“That’s a lot of sheep!” I call out in greeting.
“Bout fifteen hundred head!” is the reply.
And there in front of me is the most genuine cowboy that I’ve ever seen.
I’ve forgotten his name, so let’s call him Blondie.
Blondie lives up here, in a canvas tent alone in the mountains through the summer. His season doesn’t end until late September, with the simple duty of watching over all these sheep.
I get the impression that speaking with passing hikers is a highlight of Blondie’s existence. He’s also a little worse for wear, inquiring of all travelers if they happen to be in possession of a precious substance… nicotine withdrawal. You see, Blondie’s boss keeps forgetting to bring up any chewing tobacco with the regular supplies. How dare he deprive a cowboy of his quintessential muddy spits. Blondie seems young, maybe 20-24 years old.
I learn of all the area’s coming and goings, and all that qualifies as news on The Snow Mesa. The unattended backpack from this morning belongs to a lone old man that had to be rescued, presumably for altitude sickness. A rescuer led him out of the mountains, and he left his pack behind. Carol and Richard and Potter are still not far ahead, as well as some others I don’t recognize by description.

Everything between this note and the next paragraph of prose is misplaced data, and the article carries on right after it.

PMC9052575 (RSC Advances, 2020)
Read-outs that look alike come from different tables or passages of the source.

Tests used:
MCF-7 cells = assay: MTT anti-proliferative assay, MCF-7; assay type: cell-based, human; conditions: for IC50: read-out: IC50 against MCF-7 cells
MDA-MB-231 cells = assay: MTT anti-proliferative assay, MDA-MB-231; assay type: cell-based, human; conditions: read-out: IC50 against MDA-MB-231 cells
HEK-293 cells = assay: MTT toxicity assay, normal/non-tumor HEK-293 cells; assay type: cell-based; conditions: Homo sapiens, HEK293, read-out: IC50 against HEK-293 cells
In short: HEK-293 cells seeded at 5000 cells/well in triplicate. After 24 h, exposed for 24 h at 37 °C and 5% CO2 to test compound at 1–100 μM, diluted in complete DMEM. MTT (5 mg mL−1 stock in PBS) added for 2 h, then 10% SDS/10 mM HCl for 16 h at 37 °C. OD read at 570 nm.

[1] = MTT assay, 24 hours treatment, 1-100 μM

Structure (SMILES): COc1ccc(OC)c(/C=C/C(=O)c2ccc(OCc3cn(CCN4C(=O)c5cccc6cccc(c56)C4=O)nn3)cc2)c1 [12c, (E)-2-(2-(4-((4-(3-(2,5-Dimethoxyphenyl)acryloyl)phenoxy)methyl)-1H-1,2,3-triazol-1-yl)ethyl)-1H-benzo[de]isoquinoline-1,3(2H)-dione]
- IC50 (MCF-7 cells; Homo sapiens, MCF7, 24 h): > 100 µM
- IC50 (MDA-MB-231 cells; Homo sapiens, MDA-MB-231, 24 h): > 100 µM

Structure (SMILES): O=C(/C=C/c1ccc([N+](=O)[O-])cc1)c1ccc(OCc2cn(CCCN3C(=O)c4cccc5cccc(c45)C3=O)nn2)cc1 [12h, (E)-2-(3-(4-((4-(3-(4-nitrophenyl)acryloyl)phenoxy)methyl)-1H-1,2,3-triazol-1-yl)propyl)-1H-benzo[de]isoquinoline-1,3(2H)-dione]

And then there was a lone young man this morning, hiking along at a fast clip. “He was really moving.”
This could be none other then Gil, the Israeli I met in Salida, off on his way to finish the Continental Divide Trail… not to be met again.
“I’ve been a cowboy all my life.”
The Snow Mesa stretches into the late afternoon.
Here it comes to an end, beginning the descent to Spring Creek Pass.
The pass is cut with a paved state highway, CO 149. At the roadside there’s an informative plaque about the CT and CDT.
I don’t see or hear a single vehicle on the highway.
The far side ascends along jeep roads through the woods.
I catch Ole and Meadow Bruiser as they’re setting up camp. We have a brief conversation about the cowboy, the day, the water, and the weather.
“It was a fun day,” I remark. Wind can be fun, like when it’s in your face on a roller-coaster or a motorcycle.
It would be nice to stay with the company of Ole and Meadow Bruiser, but I choose to press on into the evening to find a campsite with water, maybe another half mile or so.
“See you in the morning.”
The trail just pulls me forward, and I keep going and going for almost five more miles. It brings me over Jarosa Mesa in a cold, unsettling darkness. Foul weather appears to be imminent, with a southern wind and flashes of lightning from that direction.
Deep night has fallen when I dive off of the Colorado Trail, north down a drainage. I’m in search of treeline, water, and a campsite.
I find all three, cook dinner by headlamp, and watch the southern stars vanish behind a growing shadow.
Heavy rain, hail, and crashes of lightning are upon me throughout the night.